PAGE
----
Brigitte Heuser shares her love for Marlene Dietrich and Maria Callas

Brigitte Heuser

When singer Brigitte Heuser moved back to Perth from Europe she began performing around town people would often ask her what types of music she performed.

Having straddled the world’s of both cabaret and opera Heuser would offer the reply of “everything from Marlene to Maria” name checking the iconic German film star and cabaret artist Marlene Dietrich and American-Greek opera legend Maria Callas.

Her reference to the two singers got Heuser thinking about the parallels of the two legendary singers lives and careers, and from that she created a new cabaret show that celebrates their lives and music.

“It’s not presenting a Wikipedia page, because people can read about these people online, but it is me intertwining the stories of their lives; and they did have some similarities. They both lived for their art, they were icons, and they reached the pinnacles, they’re both absolute stars who had a huge legendary status.” Heuser said of the thoughts behind the new show.

“I adore the music of both of them, and I wanted to explore and see what songs I can do in a show and just go from one to the other, some songs from Marlene are very reflective of what Callas would have been feeling in her personal life.”

While both artists reached the top of their respective professions they both had huge personal lives, albeit very different lives. While Maria Callas abandoned her singing career for lover Aristotle Onassis, she spent her final years being lonely, Dietrich just worked and worked and reportedly had a stream of different lovers.

Both stars have been remembered in popular culture in different ways, Callas was captured in Terrence McNally’s play Masterclass, while for many younger people the most common reference they have to Marlene Dietrich is homages Madonna has made in her music concerts.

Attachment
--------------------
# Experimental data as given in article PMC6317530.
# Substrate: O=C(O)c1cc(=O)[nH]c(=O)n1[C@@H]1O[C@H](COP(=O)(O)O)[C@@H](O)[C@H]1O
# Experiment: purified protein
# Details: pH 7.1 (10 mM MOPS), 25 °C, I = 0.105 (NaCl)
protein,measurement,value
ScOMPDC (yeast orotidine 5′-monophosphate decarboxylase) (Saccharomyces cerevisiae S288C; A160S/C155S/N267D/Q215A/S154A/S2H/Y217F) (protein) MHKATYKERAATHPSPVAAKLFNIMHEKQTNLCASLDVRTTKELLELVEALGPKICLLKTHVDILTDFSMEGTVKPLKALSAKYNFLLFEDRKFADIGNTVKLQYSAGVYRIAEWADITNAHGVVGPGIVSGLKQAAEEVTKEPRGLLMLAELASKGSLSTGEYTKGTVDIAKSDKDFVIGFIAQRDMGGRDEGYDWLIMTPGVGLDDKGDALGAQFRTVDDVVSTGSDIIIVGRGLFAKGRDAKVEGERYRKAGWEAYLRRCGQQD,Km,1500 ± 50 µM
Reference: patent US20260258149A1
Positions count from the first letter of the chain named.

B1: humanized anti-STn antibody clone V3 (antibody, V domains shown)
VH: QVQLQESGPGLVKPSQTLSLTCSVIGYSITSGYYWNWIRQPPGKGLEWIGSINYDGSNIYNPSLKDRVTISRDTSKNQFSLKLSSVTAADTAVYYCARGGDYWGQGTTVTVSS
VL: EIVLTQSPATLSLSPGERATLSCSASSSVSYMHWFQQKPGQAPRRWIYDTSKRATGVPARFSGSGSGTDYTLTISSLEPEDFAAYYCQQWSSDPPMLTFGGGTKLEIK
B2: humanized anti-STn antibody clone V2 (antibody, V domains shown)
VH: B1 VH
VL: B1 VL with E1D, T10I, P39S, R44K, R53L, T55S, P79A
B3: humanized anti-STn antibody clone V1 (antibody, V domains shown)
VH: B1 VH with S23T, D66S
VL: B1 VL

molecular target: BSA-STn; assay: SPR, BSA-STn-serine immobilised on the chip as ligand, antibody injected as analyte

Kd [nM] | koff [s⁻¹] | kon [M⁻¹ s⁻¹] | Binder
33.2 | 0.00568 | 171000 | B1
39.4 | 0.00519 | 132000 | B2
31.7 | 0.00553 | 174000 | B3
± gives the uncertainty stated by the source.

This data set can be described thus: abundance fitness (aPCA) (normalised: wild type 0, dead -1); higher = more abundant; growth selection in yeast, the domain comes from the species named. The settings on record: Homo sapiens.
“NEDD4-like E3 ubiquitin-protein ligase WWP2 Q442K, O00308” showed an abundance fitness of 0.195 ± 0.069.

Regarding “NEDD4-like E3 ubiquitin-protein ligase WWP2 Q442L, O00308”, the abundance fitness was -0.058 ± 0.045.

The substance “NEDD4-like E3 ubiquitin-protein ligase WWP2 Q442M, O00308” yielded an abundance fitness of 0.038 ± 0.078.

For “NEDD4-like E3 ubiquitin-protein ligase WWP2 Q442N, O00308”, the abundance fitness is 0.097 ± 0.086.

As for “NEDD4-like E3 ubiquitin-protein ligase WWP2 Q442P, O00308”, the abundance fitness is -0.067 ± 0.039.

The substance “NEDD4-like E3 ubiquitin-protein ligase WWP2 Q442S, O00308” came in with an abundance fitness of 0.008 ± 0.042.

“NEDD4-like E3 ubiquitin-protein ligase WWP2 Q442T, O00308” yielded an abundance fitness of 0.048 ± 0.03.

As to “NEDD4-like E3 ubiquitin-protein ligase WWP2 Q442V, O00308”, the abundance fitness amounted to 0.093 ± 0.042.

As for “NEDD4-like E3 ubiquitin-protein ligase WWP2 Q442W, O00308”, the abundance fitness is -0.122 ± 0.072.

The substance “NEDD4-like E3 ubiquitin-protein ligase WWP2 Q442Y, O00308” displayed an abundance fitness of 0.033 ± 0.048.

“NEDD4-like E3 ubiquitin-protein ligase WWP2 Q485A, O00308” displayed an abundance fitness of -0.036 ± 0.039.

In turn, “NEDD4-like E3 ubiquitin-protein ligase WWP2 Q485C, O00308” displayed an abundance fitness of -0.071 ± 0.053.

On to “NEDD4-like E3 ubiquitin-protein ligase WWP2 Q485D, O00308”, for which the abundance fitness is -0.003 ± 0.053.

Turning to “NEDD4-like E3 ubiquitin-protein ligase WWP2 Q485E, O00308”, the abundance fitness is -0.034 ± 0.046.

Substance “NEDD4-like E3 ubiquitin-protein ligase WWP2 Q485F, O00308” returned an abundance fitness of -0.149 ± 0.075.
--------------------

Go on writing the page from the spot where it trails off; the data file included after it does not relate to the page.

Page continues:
“In more diverse communities I’d say Marlene is an icon and is more well known, but in the wider not-so-cultured public, they don’t know either. With my music I always like to bring people something they haven’t seen before.” Heuser said.

The singer shared that she grew up in New Zealand in a family with a German background, and as her father was a musician she was exposed to a lot of different kinds of music.

“Opera and classical music and performance was always in my zeitgeist, but for other people that’s not the case, so you’re not expected know anything. The kind of way that I’m brining opera to cabaret is an easy exposure, it’s not like going to see a three hour opera and having to read about it.”

Heuser shared that she’s always intrigued by how people discover and fall in love with opera, and says most people don’t realise how many works they already know through advertising and films.

While opera is often performed in big rooms with an orchestra, Heuser says it also successfully make the transition to the intimate world of cabaret.

“I’m doing it with a pianist as opposed to an orchestra, but it’s taken taken out of context we’re just doing one aria, not the big numbers. A lot of opera though is written for smaller spaces, like Baroque Opera and even some Mozart with a smaller orchestra. Even Wagner, and maybe some Verdi, where people expect a massive sound and huge productions, that can be taken into a new context and presented in a smaller space and people will love it.

“People love that as a first experience because its actually more engaging, the walls are completely broken down. There’s not a big orchestra pit and a huge auditorium, just you up there close… at the end of the day cabaret is about telling stories and I think opera translates very well.”

Brigitte Heuser will be performing Maria, Marlene and Me from 22-23 June as part of the Perth International Cabaret Festival. Tickets are on sale now.

Graeme Watson

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